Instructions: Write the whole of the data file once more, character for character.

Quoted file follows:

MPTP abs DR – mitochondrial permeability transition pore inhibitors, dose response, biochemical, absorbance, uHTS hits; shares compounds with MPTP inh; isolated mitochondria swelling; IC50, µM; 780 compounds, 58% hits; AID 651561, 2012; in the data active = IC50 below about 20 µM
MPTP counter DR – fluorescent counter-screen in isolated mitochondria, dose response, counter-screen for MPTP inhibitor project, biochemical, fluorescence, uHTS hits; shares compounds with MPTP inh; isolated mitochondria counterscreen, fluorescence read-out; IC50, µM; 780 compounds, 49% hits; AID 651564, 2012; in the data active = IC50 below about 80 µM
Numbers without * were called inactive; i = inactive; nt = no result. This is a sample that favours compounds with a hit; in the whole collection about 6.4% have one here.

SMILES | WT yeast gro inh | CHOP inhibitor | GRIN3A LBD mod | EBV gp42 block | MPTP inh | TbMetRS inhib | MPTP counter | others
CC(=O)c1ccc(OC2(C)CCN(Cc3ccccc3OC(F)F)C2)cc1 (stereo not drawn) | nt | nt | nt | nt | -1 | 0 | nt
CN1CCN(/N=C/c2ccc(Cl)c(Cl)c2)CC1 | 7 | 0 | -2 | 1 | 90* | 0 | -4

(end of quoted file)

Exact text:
MPTP abs DR – mitochondrial permeability transition pore inhibitors, dose response, biochemical, absorbance, uHTS hits; shares compounds with MPTP inh; isolated mitochondria swelling; IC50, µM; 780 compounds, 58% hits; AID 651561, 2012; in the data active = IC50 below about 20 µM
MPTP counter DR – fluorescent counter-screen in isolated mitochondria, dose response, counter-screen for MPTP inhibitor project, biochemical, fluorescence, uHTS hits; shares compounds with MPTP inh; isolated mitochondria counterscreen, fluorescence read-out; IC50, µM; 780 compounds, 49% hits; AID 651564, 2012; in the data active = IC50 below about 80 µM
Numbers without * were called inactive; i = inactive; nt = no result. This is a sample that favours compounds with a hit; in the whole collection about 6.4% have one here.

SMILES | WT yeast gro inh | CHOP inhibitor | GRIN3A LBD mod | EBV gp42 block | MPTP inh | TbMetRS inhib | MPTP counter | others
CC(=O)c1ccc(OC2(C)CCN(Cc3ccccc3OC(F)F)C2)cc1 (stereo not drawn) | nt | nt | nt | nt | -1 | 0 | nt
CN1CCN(/N=C/c2ccc(Cl)c(Cl)c2)CC1 | 7 | 0 | -2 | 1 | 90* | 0 | -4